While I was on my holidays there was a storm(ette) about
rev=canonical and how it isn’t possible in HTML 5 because
rev isn’t in the spec. (Apparently, the answer is to use
Mark Pilgrim published an article about link relations in HTML 5 with more information about the
rel attribute, which I found interesting; I had no idea that relations such as
rel=author were available to allow auto-discovery of license information, and author details.
So I want to float the idea of
rel=accessibility that would allow assistive technologies to discover and offer shortcuts to accessibility information, such as a WCAG 2 conformance claim, or a form to request content in alternate formats (for example).
The reason this would be useful is that links to such pages are generally right down in the footer of the web pages. This means that, for screenreader users, they have to navigate to the end of the page to find the link, or not know it exists.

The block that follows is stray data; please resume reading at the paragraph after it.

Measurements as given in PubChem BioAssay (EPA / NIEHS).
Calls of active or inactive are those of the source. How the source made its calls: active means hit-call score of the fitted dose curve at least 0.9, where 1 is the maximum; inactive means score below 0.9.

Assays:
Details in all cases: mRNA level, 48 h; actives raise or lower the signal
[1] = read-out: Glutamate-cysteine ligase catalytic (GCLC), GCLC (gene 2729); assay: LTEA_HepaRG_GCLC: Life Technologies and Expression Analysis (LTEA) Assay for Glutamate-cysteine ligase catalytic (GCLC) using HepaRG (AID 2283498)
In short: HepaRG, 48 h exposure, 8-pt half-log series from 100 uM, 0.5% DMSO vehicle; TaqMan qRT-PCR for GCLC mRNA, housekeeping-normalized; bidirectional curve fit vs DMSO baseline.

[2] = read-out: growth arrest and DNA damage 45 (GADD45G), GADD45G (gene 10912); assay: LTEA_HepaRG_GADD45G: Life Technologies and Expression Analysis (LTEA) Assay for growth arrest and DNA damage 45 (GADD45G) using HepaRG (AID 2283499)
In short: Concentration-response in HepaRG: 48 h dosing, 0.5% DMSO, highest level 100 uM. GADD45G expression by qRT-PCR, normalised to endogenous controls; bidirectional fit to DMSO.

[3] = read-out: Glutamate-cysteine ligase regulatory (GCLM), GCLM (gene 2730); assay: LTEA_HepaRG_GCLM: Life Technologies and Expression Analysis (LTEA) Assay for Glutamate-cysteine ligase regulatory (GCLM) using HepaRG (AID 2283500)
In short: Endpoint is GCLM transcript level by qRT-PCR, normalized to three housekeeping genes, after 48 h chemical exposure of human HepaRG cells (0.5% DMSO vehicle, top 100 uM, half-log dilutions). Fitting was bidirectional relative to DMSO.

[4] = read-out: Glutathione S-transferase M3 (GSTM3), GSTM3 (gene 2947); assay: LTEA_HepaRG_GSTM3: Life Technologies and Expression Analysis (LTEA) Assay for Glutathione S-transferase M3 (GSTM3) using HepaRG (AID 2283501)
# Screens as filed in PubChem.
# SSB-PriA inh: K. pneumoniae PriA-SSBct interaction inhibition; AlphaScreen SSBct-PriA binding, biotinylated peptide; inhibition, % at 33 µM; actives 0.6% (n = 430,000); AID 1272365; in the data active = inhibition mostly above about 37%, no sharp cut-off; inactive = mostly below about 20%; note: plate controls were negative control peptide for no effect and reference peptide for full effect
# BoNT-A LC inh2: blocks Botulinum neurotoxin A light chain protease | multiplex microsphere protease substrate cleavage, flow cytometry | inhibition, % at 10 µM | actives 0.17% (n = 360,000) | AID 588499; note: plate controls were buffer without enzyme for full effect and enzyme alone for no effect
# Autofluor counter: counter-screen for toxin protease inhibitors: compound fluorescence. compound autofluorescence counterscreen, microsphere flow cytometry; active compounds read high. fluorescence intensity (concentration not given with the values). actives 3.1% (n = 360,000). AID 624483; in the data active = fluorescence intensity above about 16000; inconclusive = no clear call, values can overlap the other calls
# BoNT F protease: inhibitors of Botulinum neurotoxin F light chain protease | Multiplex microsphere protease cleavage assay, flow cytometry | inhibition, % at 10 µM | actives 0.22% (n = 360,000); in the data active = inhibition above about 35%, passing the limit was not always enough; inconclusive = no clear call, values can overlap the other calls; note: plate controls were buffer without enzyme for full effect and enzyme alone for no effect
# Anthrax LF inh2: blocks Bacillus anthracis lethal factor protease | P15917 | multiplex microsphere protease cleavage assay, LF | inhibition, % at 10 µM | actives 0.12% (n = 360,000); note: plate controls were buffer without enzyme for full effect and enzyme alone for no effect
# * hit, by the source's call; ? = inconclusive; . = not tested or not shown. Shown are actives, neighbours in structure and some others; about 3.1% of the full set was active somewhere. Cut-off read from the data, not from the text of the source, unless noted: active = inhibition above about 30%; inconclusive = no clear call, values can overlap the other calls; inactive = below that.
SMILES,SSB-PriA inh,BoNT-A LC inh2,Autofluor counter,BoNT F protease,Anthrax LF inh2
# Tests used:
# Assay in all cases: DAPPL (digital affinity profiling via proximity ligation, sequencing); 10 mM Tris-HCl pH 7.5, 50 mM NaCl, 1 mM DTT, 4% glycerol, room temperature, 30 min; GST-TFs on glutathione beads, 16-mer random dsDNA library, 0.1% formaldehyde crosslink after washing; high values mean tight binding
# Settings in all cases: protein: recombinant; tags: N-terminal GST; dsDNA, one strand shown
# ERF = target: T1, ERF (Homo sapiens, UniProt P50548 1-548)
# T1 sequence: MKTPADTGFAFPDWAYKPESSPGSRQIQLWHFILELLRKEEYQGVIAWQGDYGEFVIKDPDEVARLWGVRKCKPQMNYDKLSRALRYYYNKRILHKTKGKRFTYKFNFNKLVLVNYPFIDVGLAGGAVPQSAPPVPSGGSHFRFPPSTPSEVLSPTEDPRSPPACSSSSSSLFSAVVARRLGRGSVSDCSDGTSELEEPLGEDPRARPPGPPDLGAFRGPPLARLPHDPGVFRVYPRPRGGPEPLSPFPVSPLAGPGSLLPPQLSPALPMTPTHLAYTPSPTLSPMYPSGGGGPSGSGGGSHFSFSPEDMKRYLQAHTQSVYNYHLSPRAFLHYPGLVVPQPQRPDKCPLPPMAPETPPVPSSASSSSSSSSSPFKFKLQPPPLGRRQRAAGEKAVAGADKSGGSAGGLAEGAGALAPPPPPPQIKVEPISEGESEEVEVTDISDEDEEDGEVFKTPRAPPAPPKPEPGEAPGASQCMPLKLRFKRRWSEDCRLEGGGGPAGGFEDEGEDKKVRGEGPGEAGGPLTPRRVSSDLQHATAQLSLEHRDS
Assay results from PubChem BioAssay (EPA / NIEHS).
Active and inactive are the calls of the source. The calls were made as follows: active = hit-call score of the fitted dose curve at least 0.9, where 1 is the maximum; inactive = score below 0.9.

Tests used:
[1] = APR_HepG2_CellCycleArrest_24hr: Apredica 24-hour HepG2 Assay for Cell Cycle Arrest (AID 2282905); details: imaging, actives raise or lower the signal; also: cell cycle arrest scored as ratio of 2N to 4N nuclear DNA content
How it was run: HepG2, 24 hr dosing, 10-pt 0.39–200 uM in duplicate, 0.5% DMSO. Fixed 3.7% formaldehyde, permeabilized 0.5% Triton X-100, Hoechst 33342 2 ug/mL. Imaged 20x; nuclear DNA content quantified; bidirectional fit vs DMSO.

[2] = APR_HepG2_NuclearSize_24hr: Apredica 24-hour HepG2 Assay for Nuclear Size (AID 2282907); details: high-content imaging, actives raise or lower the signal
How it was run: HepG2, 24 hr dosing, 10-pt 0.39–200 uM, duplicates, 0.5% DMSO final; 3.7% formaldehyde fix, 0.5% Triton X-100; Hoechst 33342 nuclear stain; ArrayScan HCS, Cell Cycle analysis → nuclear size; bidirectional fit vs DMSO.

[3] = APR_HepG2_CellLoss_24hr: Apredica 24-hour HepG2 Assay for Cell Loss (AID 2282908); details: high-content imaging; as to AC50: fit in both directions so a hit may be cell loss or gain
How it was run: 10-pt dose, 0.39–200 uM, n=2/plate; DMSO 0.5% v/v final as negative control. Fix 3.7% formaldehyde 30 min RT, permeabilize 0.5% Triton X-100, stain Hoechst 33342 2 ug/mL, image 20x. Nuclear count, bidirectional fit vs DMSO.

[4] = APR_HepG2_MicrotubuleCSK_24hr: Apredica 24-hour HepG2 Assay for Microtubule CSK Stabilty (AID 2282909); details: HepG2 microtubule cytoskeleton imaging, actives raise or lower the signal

Ironically, on sites that really do need a link to accessibility help (because of lack of structure to navigate with or huge amounts of content before the footer), those who need it are unlikely to find the link to the help.
In the “bad old days”, helpful developers would give an
accesskey attribute to that link (which are generally undiscoverable to the human or to a parser, and which often conflict with assistive technologies’ command keystrokes).
A standardised way of indicating the related accessibility information would be better and not rely on arbitrary keys chosen by a developer.
So, should I propose that
rel=accessibility be added to the list of values? It looks to be an arduous process; although you don’t need to prove your worth to the HTML 5 gatekeepers, you do have to prove your worth to the microformats gatekeepers.
I thought I’d ask you guys first—is this a good idea?